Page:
Last evening, the Women's Committee of the Carnegie Museum of Art celebrated its golden anniversary with a gala at the museum.
Those in attendance would have noticed that the committee's efforts were honored by a display of golden placards placed next to 50 of the more than 75 works of art that the committee has helped the museum purchase over the years.
Since its inception in 1957, the Women's Committee has played an integral role at the museum, says the committee's current president, Ranny Ferguson.
"The mission of the women's committee from the beginning was to support the Museum of Art in any way that it could," she says. "In the very beginning, that involved everything from polishing silver to schlepping things in their cars. It was well before my time, but they really took on any job that they were asked to do, even though it was a smaller staff in those days."
Today, the group numbers 220 active and advisory members. Community outreach is at the core of the committee's mission, and coordinating a variety of activities year-round for different audiences keeps the ladies, who range in age from their 30s to their 90s, quite busy.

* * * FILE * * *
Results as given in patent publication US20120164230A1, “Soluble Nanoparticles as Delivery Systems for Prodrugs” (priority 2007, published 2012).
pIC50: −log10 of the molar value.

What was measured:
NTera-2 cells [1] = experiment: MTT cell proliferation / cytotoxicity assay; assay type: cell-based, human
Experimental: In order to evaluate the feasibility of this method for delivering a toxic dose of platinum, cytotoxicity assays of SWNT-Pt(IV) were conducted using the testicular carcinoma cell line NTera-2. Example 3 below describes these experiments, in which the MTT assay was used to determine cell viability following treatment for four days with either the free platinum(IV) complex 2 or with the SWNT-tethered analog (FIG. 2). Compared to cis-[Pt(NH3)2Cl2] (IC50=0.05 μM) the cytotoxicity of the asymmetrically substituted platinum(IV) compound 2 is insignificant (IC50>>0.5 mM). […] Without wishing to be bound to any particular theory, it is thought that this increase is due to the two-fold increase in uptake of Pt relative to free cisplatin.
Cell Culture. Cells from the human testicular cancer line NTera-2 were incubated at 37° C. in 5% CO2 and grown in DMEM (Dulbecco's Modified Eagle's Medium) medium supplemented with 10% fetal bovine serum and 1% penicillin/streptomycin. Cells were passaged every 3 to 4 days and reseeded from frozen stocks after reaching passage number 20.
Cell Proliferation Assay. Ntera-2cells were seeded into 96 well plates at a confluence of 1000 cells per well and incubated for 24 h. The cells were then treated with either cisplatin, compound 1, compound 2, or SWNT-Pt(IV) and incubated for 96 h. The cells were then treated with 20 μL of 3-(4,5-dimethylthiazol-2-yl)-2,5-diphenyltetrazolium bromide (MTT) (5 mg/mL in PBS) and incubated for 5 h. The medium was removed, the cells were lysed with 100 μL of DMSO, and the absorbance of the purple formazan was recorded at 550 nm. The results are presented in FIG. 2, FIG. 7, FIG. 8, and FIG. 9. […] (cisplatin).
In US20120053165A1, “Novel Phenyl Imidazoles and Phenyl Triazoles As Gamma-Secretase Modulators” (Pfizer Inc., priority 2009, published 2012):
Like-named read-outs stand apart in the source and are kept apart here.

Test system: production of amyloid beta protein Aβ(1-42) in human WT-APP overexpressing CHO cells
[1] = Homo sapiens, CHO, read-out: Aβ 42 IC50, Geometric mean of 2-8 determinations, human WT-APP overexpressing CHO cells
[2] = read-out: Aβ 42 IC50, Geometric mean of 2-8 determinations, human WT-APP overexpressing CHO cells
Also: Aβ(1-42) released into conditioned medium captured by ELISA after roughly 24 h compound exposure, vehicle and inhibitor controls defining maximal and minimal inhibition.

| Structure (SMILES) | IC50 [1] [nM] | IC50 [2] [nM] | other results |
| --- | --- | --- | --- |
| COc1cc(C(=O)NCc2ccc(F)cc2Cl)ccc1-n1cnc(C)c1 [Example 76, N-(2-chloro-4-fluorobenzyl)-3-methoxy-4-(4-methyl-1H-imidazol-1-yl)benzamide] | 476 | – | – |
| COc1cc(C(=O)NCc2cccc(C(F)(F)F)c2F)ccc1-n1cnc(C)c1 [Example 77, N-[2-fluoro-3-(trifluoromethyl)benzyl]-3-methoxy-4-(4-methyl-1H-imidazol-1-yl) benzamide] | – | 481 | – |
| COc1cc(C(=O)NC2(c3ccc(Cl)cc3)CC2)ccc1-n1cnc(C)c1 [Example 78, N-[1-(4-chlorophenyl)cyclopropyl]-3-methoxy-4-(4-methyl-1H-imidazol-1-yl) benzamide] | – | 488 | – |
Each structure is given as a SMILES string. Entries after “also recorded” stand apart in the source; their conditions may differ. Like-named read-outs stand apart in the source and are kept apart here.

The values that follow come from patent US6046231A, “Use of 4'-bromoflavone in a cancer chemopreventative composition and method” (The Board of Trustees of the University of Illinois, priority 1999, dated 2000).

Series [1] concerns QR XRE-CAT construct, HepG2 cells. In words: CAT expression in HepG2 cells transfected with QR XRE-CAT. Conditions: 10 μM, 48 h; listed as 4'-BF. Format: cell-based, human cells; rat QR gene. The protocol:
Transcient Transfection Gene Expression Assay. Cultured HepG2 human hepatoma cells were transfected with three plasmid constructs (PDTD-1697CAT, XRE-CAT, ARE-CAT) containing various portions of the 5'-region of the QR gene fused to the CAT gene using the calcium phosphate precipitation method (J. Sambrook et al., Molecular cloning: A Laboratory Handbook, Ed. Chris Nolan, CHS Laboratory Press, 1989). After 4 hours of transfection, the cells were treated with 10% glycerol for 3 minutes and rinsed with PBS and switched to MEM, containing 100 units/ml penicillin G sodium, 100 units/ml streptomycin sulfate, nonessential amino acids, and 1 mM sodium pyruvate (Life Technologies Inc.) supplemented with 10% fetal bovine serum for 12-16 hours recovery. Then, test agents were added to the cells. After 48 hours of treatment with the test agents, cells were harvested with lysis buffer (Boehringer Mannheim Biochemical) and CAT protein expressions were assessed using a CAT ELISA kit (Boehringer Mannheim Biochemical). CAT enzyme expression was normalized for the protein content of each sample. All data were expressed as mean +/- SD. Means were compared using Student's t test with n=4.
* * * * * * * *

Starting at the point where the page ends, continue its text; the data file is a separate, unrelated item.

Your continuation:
"We feel very strongly about reaching out to the community so that they know that this is their museum," Ferguson says. "It's important to draw them into the museum. It can't be a quiet, sterile place. It has to be a place that is vibrant."
Aside from the docent program, which the group developed nearly 40 years ago, community outreach primarily takes the form of annual events like the Decorative Arts Symposium, the holiday trees and preview party, the Holiday Party for Special Guests, and the Founders-Patrons event.
Each brings in different groups. The Holiday Party for Special Guests, for example, brings more than 200 special-needs children and young adults and their caregivers to the museum every December. And the Founders-Patrons event honors the benefactors of Carnegie Museums of Pittsburgh.
The committee's greatest achievement has been, and continues to be, its willingness to make the museum reach out to the community at large to the greatest degree possible through these programs and events, says Richard Armstrong, the Henry J. Heinz II director at the Carnegie Museum of Art.
"It was this group that really was very concerned with making the museum more extroverted," Armstrong says. "They're the ones who consistently have made certain that the museum opens its doors over and over to different parts of the public at different times of the year.
"To me, that's the big intangible but crucial achievement of the group," he says. "Tangibly, we can point to the …